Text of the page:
Abstract: This paper examines exchange rate management issues when a small open economy is hit by an exogenous oil price shock. In this model consumer durables play an important role in the demand for oil and oil based products as opposed to the traditional role of oil as a factor of production. When prices are sticky, oil price shocks lead to reduced output, lower inflation, and real exchange rate deprecation. These recessionary effects occur whether or not oil is in the production function because of the close relationship between consumer durables and oil. Tentative results suggest that flexible exchange rates produce smaller output losses and less volatile inflation in the non-tradables sector than fixed exchange rates but at the cost of front-loading real exchange rate movements.
    Keywords: oil, durables, exchange rates
    JEL: E31 F41 E52
    Date: 2008–04
  10. By: Simona Cantono (Department of Economics, University of Turin); Gerald Silverberg (UNU-MERIT)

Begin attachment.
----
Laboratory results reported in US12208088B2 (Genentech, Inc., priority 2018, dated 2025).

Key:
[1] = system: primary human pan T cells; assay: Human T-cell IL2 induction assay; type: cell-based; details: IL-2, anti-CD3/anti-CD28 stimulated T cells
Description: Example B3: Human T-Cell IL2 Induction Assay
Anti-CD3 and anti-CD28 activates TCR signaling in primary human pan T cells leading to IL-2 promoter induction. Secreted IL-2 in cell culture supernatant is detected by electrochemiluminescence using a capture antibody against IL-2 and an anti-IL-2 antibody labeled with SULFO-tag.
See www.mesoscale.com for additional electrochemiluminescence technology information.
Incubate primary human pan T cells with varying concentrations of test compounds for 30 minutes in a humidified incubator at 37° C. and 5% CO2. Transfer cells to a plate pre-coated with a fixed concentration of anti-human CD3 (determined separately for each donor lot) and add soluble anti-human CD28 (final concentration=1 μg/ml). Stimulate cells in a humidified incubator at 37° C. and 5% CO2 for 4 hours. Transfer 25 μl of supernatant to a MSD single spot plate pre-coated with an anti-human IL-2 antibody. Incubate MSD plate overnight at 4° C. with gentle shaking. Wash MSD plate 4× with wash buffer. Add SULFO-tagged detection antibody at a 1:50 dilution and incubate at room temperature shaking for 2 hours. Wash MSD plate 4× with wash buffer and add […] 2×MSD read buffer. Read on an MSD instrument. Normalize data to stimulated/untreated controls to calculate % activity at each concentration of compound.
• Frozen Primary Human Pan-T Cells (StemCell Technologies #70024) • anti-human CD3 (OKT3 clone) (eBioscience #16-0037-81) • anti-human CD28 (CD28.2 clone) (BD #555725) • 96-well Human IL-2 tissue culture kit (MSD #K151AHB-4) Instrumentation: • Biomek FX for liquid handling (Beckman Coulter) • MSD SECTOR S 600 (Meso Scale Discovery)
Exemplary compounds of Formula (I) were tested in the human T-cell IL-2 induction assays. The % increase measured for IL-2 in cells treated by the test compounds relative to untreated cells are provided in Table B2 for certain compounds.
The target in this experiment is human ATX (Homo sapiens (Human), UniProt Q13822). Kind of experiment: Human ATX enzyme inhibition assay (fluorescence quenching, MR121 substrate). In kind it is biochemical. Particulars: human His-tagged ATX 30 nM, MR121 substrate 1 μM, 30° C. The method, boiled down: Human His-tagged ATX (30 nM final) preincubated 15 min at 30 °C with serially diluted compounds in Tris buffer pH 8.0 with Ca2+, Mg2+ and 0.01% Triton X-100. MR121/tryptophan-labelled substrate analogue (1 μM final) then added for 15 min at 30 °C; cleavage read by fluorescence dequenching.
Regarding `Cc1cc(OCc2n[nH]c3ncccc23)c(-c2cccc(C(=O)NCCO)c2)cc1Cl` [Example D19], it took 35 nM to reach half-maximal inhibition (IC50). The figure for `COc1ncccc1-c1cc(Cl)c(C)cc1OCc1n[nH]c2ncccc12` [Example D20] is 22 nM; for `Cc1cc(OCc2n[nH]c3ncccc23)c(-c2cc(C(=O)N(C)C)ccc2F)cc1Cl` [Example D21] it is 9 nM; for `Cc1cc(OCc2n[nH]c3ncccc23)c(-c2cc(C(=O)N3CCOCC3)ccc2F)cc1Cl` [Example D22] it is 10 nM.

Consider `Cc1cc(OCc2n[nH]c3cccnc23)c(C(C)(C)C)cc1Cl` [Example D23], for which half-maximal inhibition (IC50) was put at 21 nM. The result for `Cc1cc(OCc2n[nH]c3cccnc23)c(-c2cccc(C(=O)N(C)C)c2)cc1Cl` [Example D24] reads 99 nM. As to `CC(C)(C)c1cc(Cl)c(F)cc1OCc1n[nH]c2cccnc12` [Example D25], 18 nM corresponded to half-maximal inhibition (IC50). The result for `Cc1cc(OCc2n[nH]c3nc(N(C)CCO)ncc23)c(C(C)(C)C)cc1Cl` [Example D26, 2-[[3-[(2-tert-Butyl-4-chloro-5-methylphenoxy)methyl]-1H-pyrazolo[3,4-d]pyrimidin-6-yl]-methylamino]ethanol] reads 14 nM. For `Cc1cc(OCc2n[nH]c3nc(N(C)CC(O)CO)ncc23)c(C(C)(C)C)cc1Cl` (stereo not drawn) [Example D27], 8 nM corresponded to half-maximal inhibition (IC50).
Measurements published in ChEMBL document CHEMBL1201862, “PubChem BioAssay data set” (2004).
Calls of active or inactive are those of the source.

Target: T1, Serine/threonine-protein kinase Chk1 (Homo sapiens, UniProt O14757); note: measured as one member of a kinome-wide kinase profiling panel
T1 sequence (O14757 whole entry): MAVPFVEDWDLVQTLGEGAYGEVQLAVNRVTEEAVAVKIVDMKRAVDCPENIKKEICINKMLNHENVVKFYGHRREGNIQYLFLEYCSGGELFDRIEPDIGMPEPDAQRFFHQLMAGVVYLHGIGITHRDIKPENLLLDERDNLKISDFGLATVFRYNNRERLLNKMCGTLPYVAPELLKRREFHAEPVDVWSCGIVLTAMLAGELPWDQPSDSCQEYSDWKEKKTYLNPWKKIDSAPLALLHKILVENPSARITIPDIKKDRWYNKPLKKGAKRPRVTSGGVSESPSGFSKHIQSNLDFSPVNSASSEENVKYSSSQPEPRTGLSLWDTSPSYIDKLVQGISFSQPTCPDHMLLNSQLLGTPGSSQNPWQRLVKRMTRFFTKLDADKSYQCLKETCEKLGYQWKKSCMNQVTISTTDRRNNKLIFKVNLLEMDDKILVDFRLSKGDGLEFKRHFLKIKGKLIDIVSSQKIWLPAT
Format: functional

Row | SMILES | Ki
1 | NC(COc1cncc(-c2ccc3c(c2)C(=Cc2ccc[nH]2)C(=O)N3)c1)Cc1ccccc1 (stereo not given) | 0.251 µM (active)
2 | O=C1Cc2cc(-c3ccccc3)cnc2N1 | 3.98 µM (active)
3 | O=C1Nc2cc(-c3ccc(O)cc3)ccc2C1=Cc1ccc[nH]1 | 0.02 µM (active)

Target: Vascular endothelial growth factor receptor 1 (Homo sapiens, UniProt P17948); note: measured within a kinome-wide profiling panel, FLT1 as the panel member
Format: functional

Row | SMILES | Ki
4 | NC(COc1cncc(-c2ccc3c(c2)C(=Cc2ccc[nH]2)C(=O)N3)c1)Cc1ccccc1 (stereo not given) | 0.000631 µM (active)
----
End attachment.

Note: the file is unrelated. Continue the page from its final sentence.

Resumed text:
Abstract: An obstacle to the widespread adoption of environmentally friendly energy technologies such as stationary and mobile fuel cells is their high upfront costs. While much lower prices seem to be attainable in the future due to learning curve cost reductions that increase rapidly with the scale of diffusion of the technology, there is a chicken and egg problem, even when some consumers may be willing to pay more for green technologies. Drawing on recent percolation models of diffusion by Solomon et al. [7], Frenken et al. [8] and Höhnisch et al. [9], we develop a network model of new technology diffusion that combines contagion among consumers with heterogeneity of agent characteristics. Agents adopt when the price falls below their random reservation price drawn from a lognormal distribution, but only when one of their neighbors has already adopted. Combining with a learning curve for the price as a function of the cumulative number of adopters, this may lead to delayed adoption for a certain range of initial conditions. Using agent-based simulations we explore when a limited subsidy policy can trigger diffusion that would otherwise not happen. The introduction of a subsidy policy seems to be highly effective for a given high initial price level only for learning economies in a certain range. Outside this range, the diffusion of a new technology either never takes off despite the subsidies, or the subsidies are unnecessary. Perhaps not coincidentally, this range seems to correspond to the values observed for many successful innovations.